The readings on which this sermon is based can be found at:

s022g15  Good Friday  3/4/2014

‘Is it right for you to be angry?’   Jonah 4:4

My thoughts are taken to that picture of Jonah sulking outside the city of Nineveh, wishing he was dead: ‘The Lord God appointed a bush, and made it come up over Jonah, to give shade over his head, to save him from his discomfort; so Jonah was very happy about the bush.   But when dawn came up the next day, God appointed a worm that attacked the bush, so that it withered.   When the sun rose, God prepared a sultry east wind, and the sun beat down on the head of Jonah so that he was faint and asked that he might die.   He said, ‘It is better for me to die than to live.’  (1)

The infidels had not been destroyed, God had not been glorified, Jonah had been made to look a fool, and the world, rather than being fixed, could carry on as if nothing had happened.   Jonah was angry and flummoxed.   All his preconceptions about God and religion were being turned upside down.  

Not that he didn't have an inkling that it might turn out like this.   He complains: ‘Is not this what I said while I was still in my own country?   That is why I fled to Tarshish at the beginning; for I knew that you are a gracious God and merciful, slow to anger, and abounding in steadfast love, and ready to relent from punishing.   And now, O Lord, please take my life from me, for it is better for me to die than to live.’   And the Lord said, ‘Is it right for you to be angry?’’ (2)

Do we not get the message that God sets up those who exalt themselves to be humbled (3) and if this is true on a personal level, it is surely more true on a corporate level?

So if the Cross evokes in us a sense of anger and helplessness, then perhaps our religion is about others being destroyed, about our ‘god’ being glorified, about we being seen as right, wise and exalted, and the world thereby ‘fixed’.

If the resurrection which we will celebrate on Easter Day restores our faith that the infidel will actually lose, that God will end up glorified, that others will acknowledge our rightness, wisdom and exaltation, and we (alone) will live happily ever after; I suspect we haven’t got the message of the Cross.   If our Easter Communion is our vindication; we being waited on by God, while the unbelievers are forced to look on in anger and remorse (4) we are deluded.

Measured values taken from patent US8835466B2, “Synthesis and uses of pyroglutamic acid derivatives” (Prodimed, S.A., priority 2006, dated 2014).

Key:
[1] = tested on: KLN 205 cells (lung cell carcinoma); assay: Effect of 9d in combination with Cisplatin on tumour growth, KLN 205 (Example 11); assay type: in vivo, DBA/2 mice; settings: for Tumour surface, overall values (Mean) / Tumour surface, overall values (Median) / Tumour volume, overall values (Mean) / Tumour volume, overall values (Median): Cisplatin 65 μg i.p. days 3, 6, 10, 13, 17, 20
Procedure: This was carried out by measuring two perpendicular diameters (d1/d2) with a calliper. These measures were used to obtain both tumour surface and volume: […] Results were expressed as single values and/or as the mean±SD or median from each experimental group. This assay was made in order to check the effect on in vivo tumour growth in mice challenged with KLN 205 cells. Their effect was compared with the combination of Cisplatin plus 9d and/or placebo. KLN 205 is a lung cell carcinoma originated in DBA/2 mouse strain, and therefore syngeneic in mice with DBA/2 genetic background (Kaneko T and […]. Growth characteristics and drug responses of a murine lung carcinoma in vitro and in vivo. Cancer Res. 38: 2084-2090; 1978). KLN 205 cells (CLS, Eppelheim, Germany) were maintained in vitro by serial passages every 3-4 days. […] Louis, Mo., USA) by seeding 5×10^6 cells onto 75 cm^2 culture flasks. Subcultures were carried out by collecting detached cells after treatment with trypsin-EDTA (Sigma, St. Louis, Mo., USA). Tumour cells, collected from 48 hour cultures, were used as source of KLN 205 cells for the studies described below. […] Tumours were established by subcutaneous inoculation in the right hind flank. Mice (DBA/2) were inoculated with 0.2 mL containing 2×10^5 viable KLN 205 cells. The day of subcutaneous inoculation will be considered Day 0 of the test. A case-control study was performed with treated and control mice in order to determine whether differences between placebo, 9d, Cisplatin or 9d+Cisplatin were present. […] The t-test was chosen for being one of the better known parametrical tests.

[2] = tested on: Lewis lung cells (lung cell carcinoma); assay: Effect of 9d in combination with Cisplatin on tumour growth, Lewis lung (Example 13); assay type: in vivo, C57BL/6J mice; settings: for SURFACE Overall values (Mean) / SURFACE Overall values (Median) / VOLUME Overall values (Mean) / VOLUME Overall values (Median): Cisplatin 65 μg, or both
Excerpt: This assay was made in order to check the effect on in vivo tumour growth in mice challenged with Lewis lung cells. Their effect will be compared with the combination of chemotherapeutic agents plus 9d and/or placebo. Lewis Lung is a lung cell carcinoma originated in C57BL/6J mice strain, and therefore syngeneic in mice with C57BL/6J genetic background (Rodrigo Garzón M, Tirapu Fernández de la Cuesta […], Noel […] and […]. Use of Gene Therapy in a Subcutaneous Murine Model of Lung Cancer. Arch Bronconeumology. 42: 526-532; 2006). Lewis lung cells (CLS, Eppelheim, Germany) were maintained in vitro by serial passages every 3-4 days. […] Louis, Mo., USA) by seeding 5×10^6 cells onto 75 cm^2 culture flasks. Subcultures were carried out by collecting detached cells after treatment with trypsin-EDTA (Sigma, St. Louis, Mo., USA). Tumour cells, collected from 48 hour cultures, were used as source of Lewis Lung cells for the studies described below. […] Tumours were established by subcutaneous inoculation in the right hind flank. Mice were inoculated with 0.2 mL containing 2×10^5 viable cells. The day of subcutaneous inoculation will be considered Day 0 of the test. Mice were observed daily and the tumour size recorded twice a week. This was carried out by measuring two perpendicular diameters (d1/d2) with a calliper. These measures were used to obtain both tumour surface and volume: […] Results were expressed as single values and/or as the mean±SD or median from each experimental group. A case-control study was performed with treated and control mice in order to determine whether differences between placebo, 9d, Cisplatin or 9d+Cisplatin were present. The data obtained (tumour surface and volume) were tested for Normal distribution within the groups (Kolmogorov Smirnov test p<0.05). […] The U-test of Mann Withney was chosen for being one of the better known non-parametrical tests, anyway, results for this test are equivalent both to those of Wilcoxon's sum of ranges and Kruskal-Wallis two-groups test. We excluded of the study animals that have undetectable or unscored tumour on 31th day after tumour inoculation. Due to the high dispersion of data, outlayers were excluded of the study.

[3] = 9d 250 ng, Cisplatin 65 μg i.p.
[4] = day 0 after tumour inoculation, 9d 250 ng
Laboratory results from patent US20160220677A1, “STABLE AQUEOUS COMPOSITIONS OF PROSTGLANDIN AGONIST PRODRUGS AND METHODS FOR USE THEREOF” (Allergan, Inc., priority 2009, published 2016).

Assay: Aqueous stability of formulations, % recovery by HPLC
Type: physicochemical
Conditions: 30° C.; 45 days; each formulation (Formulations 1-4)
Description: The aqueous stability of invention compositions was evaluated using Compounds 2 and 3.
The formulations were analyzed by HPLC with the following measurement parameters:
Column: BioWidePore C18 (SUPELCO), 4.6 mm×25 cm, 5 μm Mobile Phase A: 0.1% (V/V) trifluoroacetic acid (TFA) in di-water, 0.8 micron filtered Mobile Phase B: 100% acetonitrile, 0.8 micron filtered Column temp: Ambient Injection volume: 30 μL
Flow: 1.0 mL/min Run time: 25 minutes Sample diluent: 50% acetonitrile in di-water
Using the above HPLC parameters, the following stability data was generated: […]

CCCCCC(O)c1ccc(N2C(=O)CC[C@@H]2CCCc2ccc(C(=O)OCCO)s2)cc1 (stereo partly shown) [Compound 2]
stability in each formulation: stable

Actually this is the same message as the book of Job, that religiosity and charity also don’t guarantee the practitioner a life of unbridled health, wealth and happiness.

God’s answer to Jonah is this: ’should I not be concerned about Nineveh, that great city, in which there are more than a hundred and twenty thousand people who do not know their right hand from their left, and also many animals?’ (5)

God’s answer to Jonah is the same as the message of the Cross - that God loves the world as it is - and each and every creature as they are -  even when they are undeniably different from us.   There is no place in God’s plan for saints and sinners, gurus and devotees, leaders and followers; we are all called to love and be loved, and to enjoy this life as best we may, provided it is not at the expense of someone else.   God’s answer is the same, that God loves others, as well as, and equally to, us.

Now the message of the book of Jonah is surely a message to the ancient people of God not the people of Nineveh; so also the message of the Cross is just as surely a message to Christians - to be affirming and inclusive of others - not to those outside.   Salvation is from the Jews (6) but is meant to flow from them, in gratuitous love.   If gratuitous love doesn’t flow from Christianity any more freely why should the Lord consider us any better?

If our ‘evangelism’ is about getting those outside to read the bible, or even better to come to our Good Friday service to witness our retelling of the passion narrative in all its gory detail so that they will be ‘cut to the heart’ (7) and become like us, we haven’t even begun to get the message of the Cross.    If this statement flummoxes us and makes us angry, we are in good company.

If the fact that the Cross doesn’t seem to make an impact on the western world any more makes us flummoxed and angry, the words of the Lord are directed towards us too: ‘Is it right for you to be angry?’

1.  Jonah 4:6-8
2.  Jonah 4:2-4
3.  Matthew 23:12
4.  Psalm 23:5
5.  Jonah 4:11
6.  John 4:22
7.  Acts 2:37